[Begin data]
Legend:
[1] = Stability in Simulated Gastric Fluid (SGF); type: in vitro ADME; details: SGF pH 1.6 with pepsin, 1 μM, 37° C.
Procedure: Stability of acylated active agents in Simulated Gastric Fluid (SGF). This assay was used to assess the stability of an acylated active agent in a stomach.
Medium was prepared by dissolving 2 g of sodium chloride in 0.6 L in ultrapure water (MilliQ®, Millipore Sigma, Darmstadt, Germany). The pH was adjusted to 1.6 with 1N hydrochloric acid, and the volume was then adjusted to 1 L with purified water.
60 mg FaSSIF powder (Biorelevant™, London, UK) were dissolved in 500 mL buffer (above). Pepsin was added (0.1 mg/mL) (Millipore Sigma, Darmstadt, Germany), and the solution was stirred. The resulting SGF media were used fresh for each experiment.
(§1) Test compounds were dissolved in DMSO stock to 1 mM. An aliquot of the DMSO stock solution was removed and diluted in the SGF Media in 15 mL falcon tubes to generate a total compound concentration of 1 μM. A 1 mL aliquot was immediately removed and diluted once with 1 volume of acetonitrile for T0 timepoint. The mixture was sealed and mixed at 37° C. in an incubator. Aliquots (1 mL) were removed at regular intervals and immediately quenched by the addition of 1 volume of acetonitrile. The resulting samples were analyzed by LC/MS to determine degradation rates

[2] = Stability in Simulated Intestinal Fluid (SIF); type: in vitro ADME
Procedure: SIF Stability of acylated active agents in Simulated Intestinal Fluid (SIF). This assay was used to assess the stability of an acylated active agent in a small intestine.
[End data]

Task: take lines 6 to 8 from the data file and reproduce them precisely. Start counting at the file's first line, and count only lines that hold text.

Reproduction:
(§1) Test compounds were dissolved in DMSO stock to 1 mM. An aliquot of the DMSO stock solution was removed and diluted in the SGF Media in 15 mL falcon tubes to generate a total compound concentration of 1 μM. A 1 mL aliquot was immediately removed and diluted once with 1 volume of acetonitrile for T0 timepoint. The mixture was sealed and mixed at 37° C. in an incubator. Aliquots (1 mL) were removed at regular intervals and immediately quenched by the addition of 1 volume of acetonitrile. The resulting samples were analyzed by LC/MS to determine degradation rates

[2] = Stability in Simulated Intestinal Fluid (SIF); type: in vitro ADME
Procedure: SIF Stability of acylated active agents in Simulated Intestinal Fluid (SIF). This assay was used to assess the stability of an acylated active agent in a small intestine.